Chelsea is also a place of loss. Like places of beginning again, places of loss stamp themselves in memory. That Biblical prince of loss, Esau, lost his birthright inside a tent in a desert he knew and presumably loved. That the tent was the natural habitat of his less scrupulous and more worldly brother, Jacob, may be a fine example of Hebraic irony, but it is an irony that grates against my own Hebraic need for justice. Poor hungry fool persuaded to sell a birthright for a pot of lentils. Fit banquet for a loser. Like the Salvation Army’s Christmas dinners, this was not the kind of bargain a New Yorker would enter into willingly.

Yet we New Yorkers are still expected to admire hustlers in their hustle. Even wandering the deserts of Moab, Jacob was the archetypal city boy. As I am, New Yorker to the bone. Why, then, does the doltish Esau command my sympathy? “Dolt! Jadrool! Idiot! Schmuck!” my mind screams. It’s useless. Esau is no city boy—just a country bumpkin in the desert. Still, the story of that boorish hunter and the Israelite hustler continues to burn against my rage for justice, like an itch frozen in place beneath the skin. Like Natty Bumppo, Esau is a mighty hunter. And like Natty, he is not a man for words. Why should he be? Look at what the poor sucker has been tricked out of. “Schmuckl” my mind echoes soundlessly. “Idiot! Dolt! LOSER!”

Tricked by a Biblical hole-in-corner man convinced not only that he is “special” but that God Himself has confirmed him in his specialness, poor Esau can only show his skill and courage through his prowess as hunter and warrior. And so Jacob must go him one better, must prove himself even more courageous than his hunter brother. Who else wrestles with the angel of God? That Jacob endures is only to be expected. For Jacob is like the hustlers one sees plying their trade on Times Square. Only Jacob knows he is not destined to be counted as one of life’s losers. Ultimately, he will triumph even over his jealous God. Is it any wonder that the Machiavellian Jacob takes blind Isaac’s dying blessing and becomes the last of the great patriarchs of Israel?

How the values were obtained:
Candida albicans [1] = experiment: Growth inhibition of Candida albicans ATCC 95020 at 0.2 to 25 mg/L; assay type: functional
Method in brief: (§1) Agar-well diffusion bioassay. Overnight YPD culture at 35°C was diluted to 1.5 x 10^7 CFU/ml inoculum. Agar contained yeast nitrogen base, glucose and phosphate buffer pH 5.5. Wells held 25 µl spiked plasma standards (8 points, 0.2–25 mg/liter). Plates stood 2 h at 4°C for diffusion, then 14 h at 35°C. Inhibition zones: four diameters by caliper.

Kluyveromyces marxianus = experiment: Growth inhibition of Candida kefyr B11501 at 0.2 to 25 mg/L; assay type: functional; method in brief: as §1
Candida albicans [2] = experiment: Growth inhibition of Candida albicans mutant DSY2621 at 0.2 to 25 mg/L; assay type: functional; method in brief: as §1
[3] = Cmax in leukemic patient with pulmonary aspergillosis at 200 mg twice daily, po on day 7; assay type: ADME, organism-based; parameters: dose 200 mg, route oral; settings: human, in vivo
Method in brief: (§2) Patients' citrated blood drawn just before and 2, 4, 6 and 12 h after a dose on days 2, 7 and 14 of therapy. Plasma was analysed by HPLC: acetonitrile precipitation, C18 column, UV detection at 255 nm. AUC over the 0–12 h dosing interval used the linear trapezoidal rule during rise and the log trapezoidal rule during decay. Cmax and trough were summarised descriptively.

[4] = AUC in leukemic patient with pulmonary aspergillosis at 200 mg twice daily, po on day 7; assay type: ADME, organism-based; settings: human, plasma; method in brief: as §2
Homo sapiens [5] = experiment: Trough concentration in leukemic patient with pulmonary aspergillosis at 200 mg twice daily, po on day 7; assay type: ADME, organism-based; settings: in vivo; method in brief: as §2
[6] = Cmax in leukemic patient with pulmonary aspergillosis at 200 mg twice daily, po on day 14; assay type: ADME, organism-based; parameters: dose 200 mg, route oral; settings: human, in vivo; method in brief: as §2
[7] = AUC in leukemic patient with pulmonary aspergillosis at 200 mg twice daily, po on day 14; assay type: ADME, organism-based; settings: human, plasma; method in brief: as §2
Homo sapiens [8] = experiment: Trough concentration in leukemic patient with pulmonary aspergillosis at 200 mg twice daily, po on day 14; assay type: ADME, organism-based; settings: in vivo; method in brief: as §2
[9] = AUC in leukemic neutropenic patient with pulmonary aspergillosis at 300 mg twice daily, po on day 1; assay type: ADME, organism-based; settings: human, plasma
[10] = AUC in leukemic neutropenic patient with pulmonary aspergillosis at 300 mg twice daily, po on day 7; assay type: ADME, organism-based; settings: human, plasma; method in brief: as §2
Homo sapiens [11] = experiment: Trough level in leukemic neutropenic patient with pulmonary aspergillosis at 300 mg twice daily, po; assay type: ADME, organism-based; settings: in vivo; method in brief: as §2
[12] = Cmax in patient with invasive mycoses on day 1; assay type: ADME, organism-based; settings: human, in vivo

And is it any wonder that when I first heard the story of Esau’s stolen birthright as a boy of eight in the Mosholu Jewish Center Talmud Torah, I hated the flagrant injustice of it. Never mind those rabbinical explanations. Eight-year-old boys want neither Talmudic exegesis nor spiritual plumbing. No Biblical story angered me more. Even today, when I re-read it, a fist of rage pounds my New York heart. Poor Esau, poor dumb hairy dunce, robbed of his birthright. Esau, I tell myself, is like me—a passionate wooer of this physical world. Didn’t he, too, possess a sense of fairness? One does not have to be an injustice collector to understand that my classmates and I rightfully should have prayed to “the God of Abraham, Isaac, and Esau” rather than to “the God of Abraham, Isaac, and Jacob.” Was loss meant to blind a child of New York to pity? The story of that stolen birthright marked the first time I sensed just how capricious and arbitrary the God I had been commanded to worship could be. And just how little sympathy he had for the losers among us.